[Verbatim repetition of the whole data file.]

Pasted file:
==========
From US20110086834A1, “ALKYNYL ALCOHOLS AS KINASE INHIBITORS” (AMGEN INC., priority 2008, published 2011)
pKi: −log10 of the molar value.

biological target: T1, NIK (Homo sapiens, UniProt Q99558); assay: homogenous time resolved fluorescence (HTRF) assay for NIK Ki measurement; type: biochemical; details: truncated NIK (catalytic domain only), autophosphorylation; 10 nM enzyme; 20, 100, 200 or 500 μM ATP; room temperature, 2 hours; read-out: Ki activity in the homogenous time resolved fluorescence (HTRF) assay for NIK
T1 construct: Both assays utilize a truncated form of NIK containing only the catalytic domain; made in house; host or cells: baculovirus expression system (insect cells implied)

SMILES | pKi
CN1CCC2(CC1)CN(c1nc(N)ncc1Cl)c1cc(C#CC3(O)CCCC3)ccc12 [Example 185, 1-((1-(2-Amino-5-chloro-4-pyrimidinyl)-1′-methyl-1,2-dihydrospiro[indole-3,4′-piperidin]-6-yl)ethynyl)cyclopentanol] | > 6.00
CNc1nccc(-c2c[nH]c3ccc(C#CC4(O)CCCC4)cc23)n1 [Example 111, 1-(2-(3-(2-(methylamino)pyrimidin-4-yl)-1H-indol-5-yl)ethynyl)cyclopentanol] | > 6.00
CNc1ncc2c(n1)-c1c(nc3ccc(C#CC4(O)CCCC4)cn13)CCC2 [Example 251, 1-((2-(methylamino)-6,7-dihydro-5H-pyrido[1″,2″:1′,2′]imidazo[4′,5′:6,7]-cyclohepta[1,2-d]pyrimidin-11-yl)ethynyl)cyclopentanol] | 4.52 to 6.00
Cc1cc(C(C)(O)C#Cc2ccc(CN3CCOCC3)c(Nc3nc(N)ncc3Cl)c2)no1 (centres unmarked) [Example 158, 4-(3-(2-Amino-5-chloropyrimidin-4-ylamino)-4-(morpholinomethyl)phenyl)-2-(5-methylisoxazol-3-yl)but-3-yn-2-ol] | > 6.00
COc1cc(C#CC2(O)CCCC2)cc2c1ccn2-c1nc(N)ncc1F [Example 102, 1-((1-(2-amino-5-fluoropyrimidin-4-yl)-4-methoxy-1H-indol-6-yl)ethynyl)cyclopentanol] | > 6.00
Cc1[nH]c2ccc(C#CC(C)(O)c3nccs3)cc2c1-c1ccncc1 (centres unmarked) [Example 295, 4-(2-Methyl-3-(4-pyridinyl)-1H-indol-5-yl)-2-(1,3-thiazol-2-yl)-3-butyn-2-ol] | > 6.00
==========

From US20110086834A1, “ALKYNYL ALCOHOLS AS KINASE INHIBITORS” (AMGEN INC., priority 2008, published 2011)
pKi: −log10 of the molar value.

biological target: T1, NIK (Homo sapiens, UniProt Q99558); assay: homogenous time resolved fluorescence (HTRF) assay for NIK Ki measurement; type: biochemical; details: truncated NIK (catalytic domain only), autophosphorylation; 10 nM enzyme; 20, 100, 200 or 500 μM ATP; room temperature, 2 hours; read-out: Ki activity in the homogenous time resolved fluorescence (HTRF) assay for NIK
T1 construct: Both assays utilize a truncated form of NIK containing only the catalytic domain; made in house; host or cells: baculovirus expression system (insect cells implied)

SMILES | pKi
CN1CCC2(CC1)CN(c1nc(N)ncc1Cl)c1cc(C#CC3(O)CCCC3)ccc12 [Example 185, 1-((1-(2-Amino-5-chloro-4-pyrimidinyl)-1′-methyl-1,2-dihydrospiro[indole-3,4′-piperidin]-6-yl)ethynyl)cyclopentanol] | > 6.00
CNc1nccc(-c2c[nH]c3ccc(C#CC4(O)CCCC4)cc23)n1 [Example 111, 1-(2-(3-(2-(methylamino)pyrimidin-4-yl)-1H-indol-5-yl)ethynyl)cyclopentanol] | > 6.00
CNc1ncc2c(n1)-c1c(nc3ccc(C#CC4(O)CCCC4)cn13)CCC2 [Example 251, 1-((2-(methylamino)-6,7-dihydro-5H-pyrido[1″,2″:1′,2′]imidazo[4′,5′:6,7]-cyclohepta[1,2-d]pyrimidin-11-yl)ethynyl)cyclopentanol] | 4.52 to 6.00
Cc1cc(C(C)(O)C#Cc2ccc(CN3CCOCC3)c(Nc3nc(N)ncc3Cl)c2)no1 (centres unmarked) [Example 158, 4-(3-(2-Amino-5-chloropyrimidin-4-ylamino)-4-(morpholinomethyl)phenyl)-2-(5-methylisoxazol-3-yl)but-3-yn-2-ol] | > 6.00
COc1cc(C#CC2(O)CCCC2)cc2c1ccn2-c1nc(N)ncc1F [Example 102, 1-((1-(2-amino-5-fluoropyrimidin-4-yl)-4-methoxy-1H-indol-6-yl)ethynyl)cyclopentanol] | > 6.00
Cc1[nH]c2ccc(C#CC(C)(O)c3nccs3)cc2c1-c1ccncc1 (centres unmarked) [Example 295, 4-(2-Methyl-3-(4-pyridinyl)-1H-indol-5-yl)-2-(1,3-thiazol-2-yl)-3-butyn-2-ol] | > 6.00